SpaceX capsule Dragon returned Thursday to Earth after becoming the first commercial vehicle to travel to the International Space Station, or ISS, to resupply it.
"Splashdown confirmed," said NASA's Mission Control in Houston as it broadcast the spacecraft's return live on its television channel.
The uncrewed capsule splashed down in the Pacific Ocean at 1542 GMT hundreds of kilometers (miles) west of Baja California, NASA said.
Dragon, which carried 460 kilograms (1,013 pounds) of cargo into space on its first resupply flight, remained docked to the ISS for five days, 16 hours and five minutes and brought back to Earth another 600 kg (1,320 pounds) of cargo no longer needed aboard the orbiting station.
The space vehicle re-entered the atmosphere at high speed as a "burning comet" but was protected from the extreme temperatures by a PICA-X heat shield.
Dragon's double parachutes, each one 35 meters (114 feet) in diameter, opened cleanly, stabilizing and braking the craft before it landed on target in the ocean.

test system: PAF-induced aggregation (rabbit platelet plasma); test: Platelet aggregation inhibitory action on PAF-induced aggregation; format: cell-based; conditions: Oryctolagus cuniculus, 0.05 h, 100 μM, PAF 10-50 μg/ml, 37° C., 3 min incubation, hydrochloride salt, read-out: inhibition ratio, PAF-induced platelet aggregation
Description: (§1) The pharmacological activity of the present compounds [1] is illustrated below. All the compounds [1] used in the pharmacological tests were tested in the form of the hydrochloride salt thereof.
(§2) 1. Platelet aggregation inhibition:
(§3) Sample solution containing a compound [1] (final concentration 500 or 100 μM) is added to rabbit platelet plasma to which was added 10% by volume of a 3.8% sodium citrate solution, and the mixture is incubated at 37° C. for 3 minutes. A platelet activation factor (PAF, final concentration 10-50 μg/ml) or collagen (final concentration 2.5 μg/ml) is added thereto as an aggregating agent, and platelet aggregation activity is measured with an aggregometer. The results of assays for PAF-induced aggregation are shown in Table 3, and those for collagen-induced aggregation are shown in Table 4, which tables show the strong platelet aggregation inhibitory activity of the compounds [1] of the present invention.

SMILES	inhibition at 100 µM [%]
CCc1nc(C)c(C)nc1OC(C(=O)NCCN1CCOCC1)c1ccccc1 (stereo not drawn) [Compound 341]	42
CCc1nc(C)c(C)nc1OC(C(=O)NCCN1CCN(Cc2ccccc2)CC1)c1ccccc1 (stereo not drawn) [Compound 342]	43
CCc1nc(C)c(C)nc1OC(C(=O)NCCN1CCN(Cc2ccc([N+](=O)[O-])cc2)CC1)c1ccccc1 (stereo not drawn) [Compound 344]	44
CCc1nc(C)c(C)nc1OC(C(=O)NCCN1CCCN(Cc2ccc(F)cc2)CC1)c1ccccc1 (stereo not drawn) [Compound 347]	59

A NASA airplane flew over the splashdown site as recovery operations got underway.
SpaceX had already prepared a 56-meter-long (182 feet) vessel equipped with a crane 24 meters (78 feet) high that operates with two auxiliary boats to recover the craft.
Dragon was launched from Cape Canaveral, Florida, on May 22 with the task of ferrying cargo to the ISS and, after its successful mission, it is expected that it will become a regular supply vehicle for the orbital platform, given that NASA last year retired its shuttle fleet. EFE